I agree, Colleen, a real example of synchronicity and the Spirit at work. Read your great article at Open Tabernacle, which really nails this. Once abstractions are out of the way and real people connect, one is able to discern the workings of the Spirit in people's lives in surprising ways - that frequently contravene our old stereotypes and prejudices. But if abstractions are turned into security objects and 'immortality' symbols and one cannot let go of one's addiction to them, then blindness sets in and it becomes the blind leading the blind. Too many 'laypersons' in the Church are finally beginning to "see" on their own. Amen

colkoch said...

I think this is one of the major lessons the abuse crisis can teach us. One of the reasons abuse by a priest is so devastating is precisely because the victim is made to relate to the abstract definition of priest and not to the man behind the collar. It's the abstract definition that gives the priest abuser all his power and in most cases, this abstract relationship is so strong it stops victims from fighting the abuser or reporting the abuser.

The brain itself will react just as strongly to an abstract concept as it will reality. This is the mechanism which makes PTSD so debillitating. The brain literally interprets a memory or concept as equal to an actual real time event. Every good interragator knows that threats are very often as effective as actually carrying them out. So do predators--can anyone say "threats of hell and damnation?"

Once one is aware of the dynamic, it ceases to have so much power. Essentially this is what happened when Vatican II removed all the threats and is now why the Church is powerless to change things back. To survive they have to dump the abuse dynamic and move into a new one--the actual teachings of Jesus.

TheraP said...

Threats, seen as empty, because we have decoupled the "threat" of "authority" as coming from God. We have experienced the Spirit as not threatening but instead as "calling us" - beckoning us to: Come to the Father. (and consider that for God we do not even say "Holy Father" but just "Our Father". We may say "Holy God" but when referring to God as Jesus taught us, we just say Father.)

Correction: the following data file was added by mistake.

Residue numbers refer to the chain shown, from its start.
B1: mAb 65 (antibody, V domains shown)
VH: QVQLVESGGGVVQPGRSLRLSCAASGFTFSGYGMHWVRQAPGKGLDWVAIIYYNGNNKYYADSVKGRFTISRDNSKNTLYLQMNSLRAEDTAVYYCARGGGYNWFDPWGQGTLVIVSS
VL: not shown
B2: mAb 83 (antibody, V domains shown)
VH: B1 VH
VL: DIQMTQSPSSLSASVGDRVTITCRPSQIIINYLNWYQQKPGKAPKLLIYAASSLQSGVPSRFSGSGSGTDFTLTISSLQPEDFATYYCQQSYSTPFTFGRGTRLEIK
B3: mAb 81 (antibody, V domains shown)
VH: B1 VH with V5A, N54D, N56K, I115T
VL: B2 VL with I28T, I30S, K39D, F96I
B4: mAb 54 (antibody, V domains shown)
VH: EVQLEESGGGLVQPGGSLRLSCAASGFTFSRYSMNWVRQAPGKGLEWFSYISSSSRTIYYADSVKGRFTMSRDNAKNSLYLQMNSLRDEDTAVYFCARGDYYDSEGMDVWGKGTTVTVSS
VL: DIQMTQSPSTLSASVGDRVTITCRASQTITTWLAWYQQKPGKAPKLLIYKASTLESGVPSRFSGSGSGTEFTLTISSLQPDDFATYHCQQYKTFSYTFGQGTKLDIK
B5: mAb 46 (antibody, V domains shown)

I think we've experienced the Liberation of the Kingdom. At the same time as people WANT to walk away, they're not really sure where to walk TO. And that, of course, is a unique path for each. Some walk and find no Liturgy at all, which is sad frankly. I've found a home with the Orthodox, in a parish which affirms women in all sorts of ways, including our (married) priest's preaching. Big emphasis on the church as a place of healing. (Gay people are welcome, just like anybody else - and we've got a LOT of diversity!)

It's wonderful that at least one bishop "gets" that "walking away" can be a profoundly spiritual and authentic choice, which is both liberating and also like a command from God which you're carrying out, as he notes. As Jesus said: Take up your bed and walk! (Which I take to mean.... don't just lie there. Get going!)

Jayden Cameron said...

Love your description of your Orthodox parish, Thera, that's so affirming. Curious, though, as to what branch of the Orthodox Church it belongs to. Funny how stereotypes work, we in the "West" usually think of the Orthodox as more conservative than...than what. The Catholics? Surely not at this point in history. Yes, the walk is so important, where to walk to.....alternative parishes, The Orthodox, but so many of us have to take the chance. I'm so grateful you have found your niche, sounds truly wonderful .